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Marijuana [1-3]

In Oregon, it is illegal for anyone under 21 years old to buy or use marijuana.

Marijuana is grown from the cannabis plant and contains different chemical compounds.


Some are psychoactive (like THC) which means they change the way the brain thinks and works.

Some are not psychoactive (like cannabidiol/CBD).

It is possible to become addicted to marijuana.


Click on the words underlined below for more information about marijuana from Clear Alliance

Marijuana can be used in many ways and forms.

Marijuana can be smoked like a cigarette (joint) or cigar (blunt) or in a water pipe (bong).

Marijuana can be cooked into food or made into tea (edibles).


Another way to use marijuana is by smoking extracts of the plant. This is called dabbing.

Some of the extracts that people smoke are called hash/honey oil, wax/budder, and shatter.

Marijuana extracts used for dabbing have high levels of THC and can be very dangerous.


Health Effects of Marijuana [1-3]


Marijuana can cause many different health effects.

Smoking marijuana releases toxic chemicals that can lead to lung and heart disease or cancer.


Edibles can be taken in higher doses than smoked marijuana, which can cause anxiety, delusions, and paranoiaUsing marijuana in any form changes the brain and affects sense of time, reactions and body movement, mood, and memory.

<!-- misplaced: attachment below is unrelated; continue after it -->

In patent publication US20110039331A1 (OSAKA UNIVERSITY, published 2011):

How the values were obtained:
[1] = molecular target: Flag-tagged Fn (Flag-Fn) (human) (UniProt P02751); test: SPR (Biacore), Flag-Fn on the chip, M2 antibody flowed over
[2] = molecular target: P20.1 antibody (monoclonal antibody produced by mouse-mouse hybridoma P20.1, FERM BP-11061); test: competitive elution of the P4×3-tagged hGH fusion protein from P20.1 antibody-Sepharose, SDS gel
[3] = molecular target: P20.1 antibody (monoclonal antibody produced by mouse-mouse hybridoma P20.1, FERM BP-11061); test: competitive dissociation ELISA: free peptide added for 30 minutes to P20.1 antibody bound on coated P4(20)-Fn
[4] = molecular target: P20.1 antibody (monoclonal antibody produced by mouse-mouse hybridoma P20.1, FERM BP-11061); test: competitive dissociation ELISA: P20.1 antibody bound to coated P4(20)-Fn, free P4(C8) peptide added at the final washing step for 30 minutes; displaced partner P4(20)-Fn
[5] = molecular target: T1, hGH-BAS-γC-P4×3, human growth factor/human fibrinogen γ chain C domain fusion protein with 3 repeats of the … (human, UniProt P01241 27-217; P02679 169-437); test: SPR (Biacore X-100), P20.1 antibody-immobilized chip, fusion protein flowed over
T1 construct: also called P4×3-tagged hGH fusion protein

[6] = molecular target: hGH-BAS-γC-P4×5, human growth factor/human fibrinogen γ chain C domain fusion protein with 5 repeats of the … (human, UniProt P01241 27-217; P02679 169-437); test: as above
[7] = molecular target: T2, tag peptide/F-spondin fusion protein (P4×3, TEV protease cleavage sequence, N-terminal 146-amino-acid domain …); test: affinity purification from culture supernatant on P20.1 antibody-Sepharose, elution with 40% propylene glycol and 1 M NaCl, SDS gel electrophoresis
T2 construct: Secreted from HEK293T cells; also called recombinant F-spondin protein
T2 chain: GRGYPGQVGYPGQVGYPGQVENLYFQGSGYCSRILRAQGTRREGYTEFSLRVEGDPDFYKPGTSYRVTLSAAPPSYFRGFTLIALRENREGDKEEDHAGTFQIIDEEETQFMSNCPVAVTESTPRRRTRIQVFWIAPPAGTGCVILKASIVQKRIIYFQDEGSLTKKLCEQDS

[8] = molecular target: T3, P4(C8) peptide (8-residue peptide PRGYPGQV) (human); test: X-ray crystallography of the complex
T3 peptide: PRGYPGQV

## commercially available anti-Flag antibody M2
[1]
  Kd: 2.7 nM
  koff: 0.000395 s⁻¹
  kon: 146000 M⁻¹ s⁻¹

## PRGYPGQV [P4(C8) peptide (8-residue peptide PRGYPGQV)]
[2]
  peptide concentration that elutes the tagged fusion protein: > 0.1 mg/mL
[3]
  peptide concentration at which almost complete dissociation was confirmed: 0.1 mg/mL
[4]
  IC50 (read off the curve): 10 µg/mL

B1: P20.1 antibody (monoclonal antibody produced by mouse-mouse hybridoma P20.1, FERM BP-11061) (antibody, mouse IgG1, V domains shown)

The chemicals in marijuana might help with pain and other symptoms.

Still, there is not enough research to prove that marijuana is medically useful.

The Food and Drug Administration (FDA) does not recognize or approve marijuana as medicine.


K2/Spice is human-made and affects the brain in the same way as marijuana.

It can be very dangerous because K2/Spice has a stronger effect on the brain than marijuana.

K2/Spice is unpredictable and can cause brain swelling, paranoia, seizures, and more.  


[1] Centers for Disease Control and Prevention. “Marijuana and Public Health: Frequently Asked Questions.” 2018.

[2] National Center for Complementary and Integrative Health. “Marijuana and Cannabinoids.” 2018.

[3] National Institute on Drug Abuse. “Drug Facts: Marijuana.” 2018.

Video Source: U.S. Drug Enforcement Administration. "Marijuana - The Facts and Fiction." 2017. Just Think Twice—-facts-and-fiction.

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